Marine macroalgae or seaweeds are found in the coastal region between high tide to low tide and in the subtidal region up to a depth where 0.01% photosynthetic light is available and can be classified into three classes; brown algae (Phaeophyta), green algae (Chlorophyta), and red algae (Rhodophyta). Marine macroalgae have created a promising significance in the biomedical area, mainly because of their contents of bioactive substances. Polysaccharides, terpenoids, phlorotannins, fucoidans, sterols, and glycolipids obtained from marine macroalgae showed a wide range of pharmacological properties which includes anticancer, anti-inflammatory, antimicrobial, antiviral, antioxidant, hypoglycemic, hepatoprotective, and neuroprotective activities. [4],[5],[6] Also, some marine organism and marine macroalgae showed the potential as a source of new drugs for the treatment of neurological disorders. [7],[8] Many traditional herbs and herbal medicines have been reported for their central nervous system (CNS) activities, whereas the marine flora has not explored up to that extent. Hence, we undertook the study to evaluate CNS potential of some marine macroalgae.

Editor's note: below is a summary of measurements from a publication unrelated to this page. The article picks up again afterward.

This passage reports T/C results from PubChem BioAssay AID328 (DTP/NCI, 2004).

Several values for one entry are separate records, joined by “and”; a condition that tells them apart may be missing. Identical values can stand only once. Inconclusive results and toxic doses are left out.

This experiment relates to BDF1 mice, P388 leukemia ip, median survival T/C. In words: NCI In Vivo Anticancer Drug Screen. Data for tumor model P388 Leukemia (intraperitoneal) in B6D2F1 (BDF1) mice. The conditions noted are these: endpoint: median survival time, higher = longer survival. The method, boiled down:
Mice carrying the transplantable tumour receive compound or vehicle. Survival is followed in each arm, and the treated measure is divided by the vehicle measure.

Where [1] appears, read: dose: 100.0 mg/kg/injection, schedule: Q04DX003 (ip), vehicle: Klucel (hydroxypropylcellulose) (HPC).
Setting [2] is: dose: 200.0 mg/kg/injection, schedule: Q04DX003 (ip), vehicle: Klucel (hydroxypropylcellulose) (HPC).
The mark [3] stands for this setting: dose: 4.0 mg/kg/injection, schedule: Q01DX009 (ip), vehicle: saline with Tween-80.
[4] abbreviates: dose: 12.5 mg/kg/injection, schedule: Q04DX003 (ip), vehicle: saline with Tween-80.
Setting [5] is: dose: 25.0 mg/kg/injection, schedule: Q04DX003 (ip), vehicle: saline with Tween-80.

Padina tetrastromatica (PT) (Hauck) is a brown alga found in the coastal areas of India. Methanolic extract of PT have reported for spasmogenic, antifertility, hypotensive properties, [9] and in vitro antioxidant activity. [10],[11] Sulphated polysaccharide from PT showed significant anti-inflammatory activity against carrageenan-induced paw edema. [12] Moreover, it reported to possess antihepatitis B virus activity. [13] Furthermore, chloroform, ethanol, and water extract of PT showed antimicrobial activity against Gram-positive, Gram-negative bacterial, and fungal test. [14] However, anticonvulsant activity of PT has not been investigated. Hence, we evaluated the anticonvulsant activity of chloroform and ethanol extracts of PT against seizure induced by maximal electroshock (MES) and pentylenetetrazole (PTZ) in mice.